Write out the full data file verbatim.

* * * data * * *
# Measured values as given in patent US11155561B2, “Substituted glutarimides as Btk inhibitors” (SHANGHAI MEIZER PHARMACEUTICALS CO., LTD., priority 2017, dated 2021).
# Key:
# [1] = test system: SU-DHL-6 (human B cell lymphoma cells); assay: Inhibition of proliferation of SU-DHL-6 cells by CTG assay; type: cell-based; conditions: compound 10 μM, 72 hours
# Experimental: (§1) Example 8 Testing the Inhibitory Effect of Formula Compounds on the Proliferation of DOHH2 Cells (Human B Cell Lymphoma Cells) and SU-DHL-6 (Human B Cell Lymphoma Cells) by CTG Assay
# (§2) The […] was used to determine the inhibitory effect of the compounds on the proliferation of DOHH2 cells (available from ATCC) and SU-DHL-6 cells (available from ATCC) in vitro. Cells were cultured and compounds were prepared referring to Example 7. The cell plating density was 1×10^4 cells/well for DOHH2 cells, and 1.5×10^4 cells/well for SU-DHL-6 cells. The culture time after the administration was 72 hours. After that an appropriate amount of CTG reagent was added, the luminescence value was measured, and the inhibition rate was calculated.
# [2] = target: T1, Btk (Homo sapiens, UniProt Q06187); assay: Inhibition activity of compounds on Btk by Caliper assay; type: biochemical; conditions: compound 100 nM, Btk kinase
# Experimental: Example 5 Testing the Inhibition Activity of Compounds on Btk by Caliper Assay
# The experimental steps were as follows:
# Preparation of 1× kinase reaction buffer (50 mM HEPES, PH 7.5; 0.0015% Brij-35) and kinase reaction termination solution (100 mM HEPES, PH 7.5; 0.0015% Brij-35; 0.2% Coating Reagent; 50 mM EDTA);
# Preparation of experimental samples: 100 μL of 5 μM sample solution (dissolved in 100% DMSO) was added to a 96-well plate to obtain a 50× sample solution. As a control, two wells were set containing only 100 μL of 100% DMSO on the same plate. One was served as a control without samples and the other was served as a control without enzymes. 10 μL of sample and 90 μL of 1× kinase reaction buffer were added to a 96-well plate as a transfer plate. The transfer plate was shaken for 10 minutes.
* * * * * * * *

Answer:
# Measured values as given in patent US11155561B2, “Substituted glutarimides as Btk inhibitors” (SHANGHAI MEIZER PHARMACEUTICALS CO., LTD., priority 2017, dated 2021).
# Key:
# [1] = test system: SU-DHL-6 (human B cell lymphoma cells); assay: Inhibition of proliferation of SU-DHL-6 cells by CTG assay; type: cell-based; conditions: compound 10 μM, 72 hours
# Experimental: (§1) Example 8 Testing the Inhibitory Effect of Formula Compounds on the Proliferation of DOHH2 Cells (Human B Cell Lymphoma Cells) and SU-DHL-6 (Human B Cell Lymphoma Cells) by CTG Assay
# (§2) The […] was used to determine the inhibitory effect of the compounds on the proliferation of DOHH2 cells (available from ATCC) and SU-DHL-6 cells (available from ATCC) in vitro. Cells were cultured and compounds were prepared referring to Example 7. The cell plating density was 1×10^4 cells/well for DOHH2 cells, and 1.5×10^4 cells/well for SU-DHL-6 cells. The culture time after the administration was 72 hours. After that an appropriate amount of CTG reagent was added, the luminescence value was measured, and the inhibition rate was calculated.
# [2] = target: T1, Btk (Homo sapiens, UniProt Q06187); assay: Inhibition activity of compounds on Btk by Caliper assay; type: biochemical; conditions: compound 100 nM, Btk kinase
# Experimental: Example 5 Testing the Inhibition Activity of Compounds on Btk by Caliper Assay
# The experimental steps were as follows:
# Preparation of 1× kinase reaction buffer (50 mM HEPES, PH 7.5; 0.0015% Brij-35) and kinase reaction termination solution (100 mM HEPES, PH 7.5; 0.0015% Brij-35; 0.2% Coating Reagent; 50 mM EDTA);
# Preparation of experimental samples: 100 μL of 5 μM sample solution (dissolved in 100% DMSO) was added to a 96-well plate to obtain a 50× sample solution. As a control, two wells were set containing only 100 μL of 100% DMSO on the same plate. One was served as a control without samples and the other was served as a control without enzymes. 10 μL of sample and 90 μL of 1× kinase reaction buffer were added to a 96-well plate as a transfer plate. The transfer plate was shaken for 10 minutes.